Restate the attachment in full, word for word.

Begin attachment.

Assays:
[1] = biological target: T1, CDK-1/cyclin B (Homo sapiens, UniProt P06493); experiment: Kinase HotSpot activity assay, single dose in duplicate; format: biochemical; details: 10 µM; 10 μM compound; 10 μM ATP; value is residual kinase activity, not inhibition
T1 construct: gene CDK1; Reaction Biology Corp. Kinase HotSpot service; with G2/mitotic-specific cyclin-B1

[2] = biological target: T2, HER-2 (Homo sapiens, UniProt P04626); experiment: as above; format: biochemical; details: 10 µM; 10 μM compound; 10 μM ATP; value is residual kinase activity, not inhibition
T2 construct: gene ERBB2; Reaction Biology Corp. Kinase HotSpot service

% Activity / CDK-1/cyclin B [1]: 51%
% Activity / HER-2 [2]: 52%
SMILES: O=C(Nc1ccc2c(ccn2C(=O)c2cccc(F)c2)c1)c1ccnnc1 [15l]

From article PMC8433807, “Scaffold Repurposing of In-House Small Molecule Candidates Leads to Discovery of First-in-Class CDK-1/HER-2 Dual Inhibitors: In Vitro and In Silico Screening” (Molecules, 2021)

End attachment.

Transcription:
Assays:
[1] = biological target: T1, CDK-1/cyclin B (Homo sapiens, UniProt P06493); experiment: Kinase HotSpot activity assay, single dose in duplicate; format: biochemical; details: 10 µM; 10 μM compound; 10 μM ATP; value is residual kinase activity, not inhibition
T1 construct: gene CDK1; Reaction Biology Corp. Kinase HotSpot service; with G2/mitotic-specific cyclin-B1

[2] = biological target: T2, HER-2 (Homo sapiens, UniProt P04626); experiment: as above; format: biochemical; details: 10 µM; 10 μM compound; 10 μM ATP; value is residual kinase activity, not inhibition
T2 construct: gene ERBB2; Reaction Biology Corp. Kinase HotSpot service

% Activity / CDK-1/cyclin B [1]: 51%
% Activity / HER-2 [2]: 52%
SMILES: O=C(Nc1ccc2c(ccn2C(=O)c2cccc(F)c2)c1)c1ccnnc1 [15l]

From article PMC8433807, “Scaffold Repurposing of In-House Small Molecule Candidates Leads to Discovery of First-in-Class CDK-1/HER-2 Dual Inhibitors: In Vitro and In Silico Screening” (Molecules, 2021)